English Literature: 1590-1798

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Volpone epathsala


Section 1: Introduction
• Jonson’s early life and education
• His successful career as a dramatist
• His achievements and legacy as a major author of his times

Section 2: Plot Synopsis
• Volpone’s central intrigue involving the duping of the three fortune hunters
• Mosca’s role in bringing the action to a point of crisis
• The final resolution resulting in the punishment of vice
• Significance of the dramatic structure

Section 3: Characterization
• The literary lineage and features ofthe comedy of humours
• The satirical portrayal of characters as overruled by greed for money and pleasure
• Representation of the virtuous characters as exceptional foils to the vicious
Section 4: Themes
• Avarice as the central theme running through the action and characterization
• The themes of appearances and disguise explored through the various plot intrigues
• Implicit critique of the breakdown of personal relations in a materialistic society
Section 5: Social Commentary

• The socioeconomic context of the rise of mercantile classes in 17
• Pursuit of material pleasure as endemic to the society Jonson portrays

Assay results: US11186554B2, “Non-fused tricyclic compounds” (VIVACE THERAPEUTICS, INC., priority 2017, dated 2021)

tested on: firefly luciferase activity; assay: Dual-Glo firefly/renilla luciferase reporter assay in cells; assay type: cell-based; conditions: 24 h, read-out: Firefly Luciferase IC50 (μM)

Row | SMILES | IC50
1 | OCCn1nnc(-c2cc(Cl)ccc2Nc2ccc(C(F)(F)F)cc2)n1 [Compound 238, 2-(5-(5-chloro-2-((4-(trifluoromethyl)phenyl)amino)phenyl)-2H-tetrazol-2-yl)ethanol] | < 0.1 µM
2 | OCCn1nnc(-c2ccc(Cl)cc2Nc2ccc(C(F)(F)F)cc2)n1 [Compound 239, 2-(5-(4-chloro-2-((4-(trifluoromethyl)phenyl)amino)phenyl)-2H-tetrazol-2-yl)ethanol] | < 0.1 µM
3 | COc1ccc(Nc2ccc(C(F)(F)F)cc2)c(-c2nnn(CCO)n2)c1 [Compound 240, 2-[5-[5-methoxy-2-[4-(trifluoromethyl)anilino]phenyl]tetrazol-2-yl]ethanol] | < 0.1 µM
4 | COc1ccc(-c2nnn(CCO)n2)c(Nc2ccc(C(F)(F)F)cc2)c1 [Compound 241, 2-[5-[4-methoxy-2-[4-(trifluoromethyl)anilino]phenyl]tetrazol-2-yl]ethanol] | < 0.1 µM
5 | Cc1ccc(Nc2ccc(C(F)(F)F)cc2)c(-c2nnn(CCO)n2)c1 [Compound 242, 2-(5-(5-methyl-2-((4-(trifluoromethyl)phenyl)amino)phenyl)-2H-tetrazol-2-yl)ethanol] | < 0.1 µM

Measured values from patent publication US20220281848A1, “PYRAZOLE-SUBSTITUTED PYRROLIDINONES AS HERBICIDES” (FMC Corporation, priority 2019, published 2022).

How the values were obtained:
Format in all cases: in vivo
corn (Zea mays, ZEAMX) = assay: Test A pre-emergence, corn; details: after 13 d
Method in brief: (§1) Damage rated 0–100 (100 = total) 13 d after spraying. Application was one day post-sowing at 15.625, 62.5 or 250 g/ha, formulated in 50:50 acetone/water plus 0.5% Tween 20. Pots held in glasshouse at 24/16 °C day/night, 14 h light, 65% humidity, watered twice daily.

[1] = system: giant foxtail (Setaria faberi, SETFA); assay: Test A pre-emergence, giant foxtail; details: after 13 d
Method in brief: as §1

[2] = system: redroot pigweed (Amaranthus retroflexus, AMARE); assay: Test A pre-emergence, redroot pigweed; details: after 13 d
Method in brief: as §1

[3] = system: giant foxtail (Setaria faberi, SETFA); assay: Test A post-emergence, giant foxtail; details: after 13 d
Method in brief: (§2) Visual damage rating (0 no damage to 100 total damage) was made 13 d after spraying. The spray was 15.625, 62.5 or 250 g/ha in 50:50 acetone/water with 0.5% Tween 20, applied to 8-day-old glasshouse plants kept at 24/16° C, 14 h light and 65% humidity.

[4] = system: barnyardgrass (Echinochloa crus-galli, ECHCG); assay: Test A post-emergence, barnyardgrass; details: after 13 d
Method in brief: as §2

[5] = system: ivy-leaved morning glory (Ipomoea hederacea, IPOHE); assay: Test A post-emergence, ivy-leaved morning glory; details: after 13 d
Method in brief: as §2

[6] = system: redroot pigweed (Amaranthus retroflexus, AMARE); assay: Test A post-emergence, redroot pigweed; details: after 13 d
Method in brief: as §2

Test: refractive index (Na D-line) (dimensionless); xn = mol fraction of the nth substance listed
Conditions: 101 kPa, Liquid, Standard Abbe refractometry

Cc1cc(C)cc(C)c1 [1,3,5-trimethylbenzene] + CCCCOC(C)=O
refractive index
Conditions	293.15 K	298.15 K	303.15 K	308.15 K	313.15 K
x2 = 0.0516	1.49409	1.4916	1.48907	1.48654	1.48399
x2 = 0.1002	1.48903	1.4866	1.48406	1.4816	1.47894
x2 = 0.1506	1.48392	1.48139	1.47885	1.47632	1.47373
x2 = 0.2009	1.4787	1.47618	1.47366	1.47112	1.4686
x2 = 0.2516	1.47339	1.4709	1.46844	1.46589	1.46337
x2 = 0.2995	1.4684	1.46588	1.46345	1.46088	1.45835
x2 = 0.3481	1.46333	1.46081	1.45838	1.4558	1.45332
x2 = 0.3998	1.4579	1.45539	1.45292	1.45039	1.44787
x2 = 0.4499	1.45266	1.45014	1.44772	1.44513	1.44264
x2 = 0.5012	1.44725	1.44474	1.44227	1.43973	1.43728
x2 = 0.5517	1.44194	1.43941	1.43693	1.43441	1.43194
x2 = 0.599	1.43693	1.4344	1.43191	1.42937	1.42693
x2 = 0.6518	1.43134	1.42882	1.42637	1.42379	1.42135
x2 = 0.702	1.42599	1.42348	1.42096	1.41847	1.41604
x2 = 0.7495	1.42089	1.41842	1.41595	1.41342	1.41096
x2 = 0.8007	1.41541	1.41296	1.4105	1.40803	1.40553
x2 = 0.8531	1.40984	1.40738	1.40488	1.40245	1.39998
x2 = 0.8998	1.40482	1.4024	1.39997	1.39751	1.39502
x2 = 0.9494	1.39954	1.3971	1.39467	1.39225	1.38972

century England
• The resolution of the play’s action as representing Jonson’s moral vision of society

Section 6: Critical Overview
• Influence of Jonson’s comedy on humours on the Restoration comedy of manners
• Comparative criticism between Jonson and Shakespeare in the early 18
• Modern critics views on Jonson’s portrayal of family, class, law and society

Points to Ponder
• Jonson’s influence on the Restoration comedy of manners
• Class relations in Volpone as a reflection of early 17
th century social and economic structures in England
• Gender roles and family relations in Volpone
Do You Know

• In Jonson’s first successful play, Every Man in His Humour, Shakespeare played apart Jonson claimed to have written the entire text of Volpone in just five weeks.
• The first stage performance of Volpone was put up by the King’s Men, the same group which enacted many of Shakespeare’s plays too.
• In response to the popular legend that Shakespeare never blotted a line while he wrote, Jonson said, Would he had blotted a thousand.

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